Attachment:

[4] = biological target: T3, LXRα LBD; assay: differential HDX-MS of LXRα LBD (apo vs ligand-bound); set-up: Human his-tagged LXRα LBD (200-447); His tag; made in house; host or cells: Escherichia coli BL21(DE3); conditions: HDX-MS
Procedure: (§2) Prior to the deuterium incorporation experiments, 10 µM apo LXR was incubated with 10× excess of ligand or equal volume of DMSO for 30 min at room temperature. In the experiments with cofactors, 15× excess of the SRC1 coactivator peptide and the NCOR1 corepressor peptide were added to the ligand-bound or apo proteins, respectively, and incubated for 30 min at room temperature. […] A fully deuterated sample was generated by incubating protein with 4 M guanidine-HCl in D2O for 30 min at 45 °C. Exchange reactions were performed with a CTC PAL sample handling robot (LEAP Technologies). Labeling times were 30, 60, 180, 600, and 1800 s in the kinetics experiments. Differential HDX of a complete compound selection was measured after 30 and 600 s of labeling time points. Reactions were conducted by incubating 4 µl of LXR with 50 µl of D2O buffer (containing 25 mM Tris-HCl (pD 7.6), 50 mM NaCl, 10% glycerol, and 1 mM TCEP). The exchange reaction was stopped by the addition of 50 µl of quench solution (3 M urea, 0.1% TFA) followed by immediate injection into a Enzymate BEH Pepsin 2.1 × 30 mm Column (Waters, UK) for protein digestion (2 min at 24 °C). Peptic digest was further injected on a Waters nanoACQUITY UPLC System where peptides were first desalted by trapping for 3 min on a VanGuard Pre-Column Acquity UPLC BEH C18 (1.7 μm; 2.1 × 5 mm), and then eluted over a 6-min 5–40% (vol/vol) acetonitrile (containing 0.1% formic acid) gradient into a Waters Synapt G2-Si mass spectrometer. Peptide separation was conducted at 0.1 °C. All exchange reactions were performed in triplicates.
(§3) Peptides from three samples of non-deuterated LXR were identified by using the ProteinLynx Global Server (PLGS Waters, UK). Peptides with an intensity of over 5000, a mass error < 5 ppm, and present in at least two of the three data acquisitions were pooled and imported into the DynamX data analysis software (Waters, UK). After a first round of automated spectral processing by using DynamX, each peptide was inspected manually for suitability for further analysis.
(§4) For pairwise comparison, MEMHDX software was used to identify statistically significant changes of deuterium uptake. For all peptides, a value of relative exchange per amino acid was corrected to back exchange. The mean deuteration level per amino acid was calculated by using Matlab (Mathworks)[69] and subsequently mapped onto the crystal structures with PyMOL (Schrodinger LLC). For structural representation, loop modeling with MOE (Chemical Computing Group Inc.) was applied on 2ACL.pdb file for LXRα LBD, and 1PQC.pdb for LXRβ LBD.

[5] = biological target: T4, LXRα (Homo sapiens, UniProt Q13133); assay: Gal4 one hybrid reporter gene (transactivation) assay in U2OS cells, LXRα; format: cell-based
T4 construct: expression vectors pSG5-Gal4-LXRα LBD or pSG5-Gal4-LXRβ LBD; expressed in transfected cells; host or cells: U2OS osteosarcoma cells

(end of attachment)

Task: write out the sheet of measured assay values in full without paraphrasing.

[4] = biological target: T3, LXRα LBD; assay: differential HDX-MS of LXRα LBD (apo vs ligand-bound); set-up: Human his-tagged LXRα LBD (200-447); His tag; made in house; host or cells: Escherichia coli BL21(DE3); conditions: HDX-MS
Procedure: (§2) Prior to the deuterium incorporation experiments, 10 µM apo LXR was incubated with 10× excess of ligand or equal volume of DMSO for 30 min at room temperature. In the experiments with cofactors, 15× excess of the SRC1 coactivator peptide and the NCOR1 corepressor peptide were added to the ligand-bound or apo proteins, respectively, and incubated for 30 min at room temperature. […] A fully deuterated sample was generated by incubating protein with 4 M guanidine-HCl in D2O for 30 min at 45 °C. Exchange reactions were performed with a CTC PAL sample handling robot (LEAP Technologies). Labeling times were 30, 60, 180, 600, and 1800 s in the kinetics experiments. Differential HDX of a complete compound selection was measured after 30 and 600 s of labeling time points. Reactions were conducted by incubating 4 µl of LXR with 50 µl of D2O buffer (containing 25 mM Tris-HCl (pD 7.6), 50 mM NaCl, 10% glycerol, and 1 mM TCEP). The exchange reaction was stopped by the addition of 50 µl of quench solution (3 M urea, 0.1% TFA) followed by immediate injection into a Enzymate BEH Pepsin 2.1 × 30 mm Column (Waters, UK) for protein digestion (2 min at 24 °C). Peptic digest was further injected on a Waters nanoACQUITY UPLC System where peptides were first desalted by trapping for 3 min on a VanGuard Pre-Column Acquity UPLC BEH C18 (1.7 μm; 2.1 × 5 mm), and then eluted over a 6-min 5–40% (vol/vol) acetonitrile (containing 0.1% formic acid) gradient into a Waters Synapt G2-Si mass spectrometer. Peptide separation was conducted at 0.1 °C. All exchange reactions were performed in triplicates.
(§3) Peptides from three samples of non-deuterated LXR were identified by using the ProteinLynx Global Server (PLGS Waters, UK). Peptides with an intensity of over 5000, a mass error < 5 ppm, and present in at least two of the three data acquisitions were pooled and imported into the DynamX data analysis software (Waters, UK). After a first round of automated spectral processing by using DynamX, each peptide was inspected manually for suitability for further analysis.
(§4) For pairwise comparison, MEMHDX software was used to identify statistically significant changes of deuterium uptake. For all peptides, a value of relative exchange per amino acid was corrected to back exchange. The mean deuteration level per amino acid was calculated by using Matlab (Mathworks)[69] and subsequently mapped onto the crystal structures with PyMOL (Schrodinger LLC). For structural representation, loop modeling with MOE (Chemical Computing Group Inc.) was applied on 2ACL.pdb file for LXRα LBD, and 1PQC.pdb for LXRβ LBD.

[5] = biological target: T4, LXRα (Homo sapiens, UniProt Q13133); assay: Gal4 one hybrid reporter gene (transactivation) assay in U2OS cells, LXRα; format: cell-based
T4 construct: expression vectors pSG5-Gal4-LXRα LBD or pSG5-Gal4-LXRβ LBD; expressed in transfected cells; host or cells: U2OS osteosarcoma cells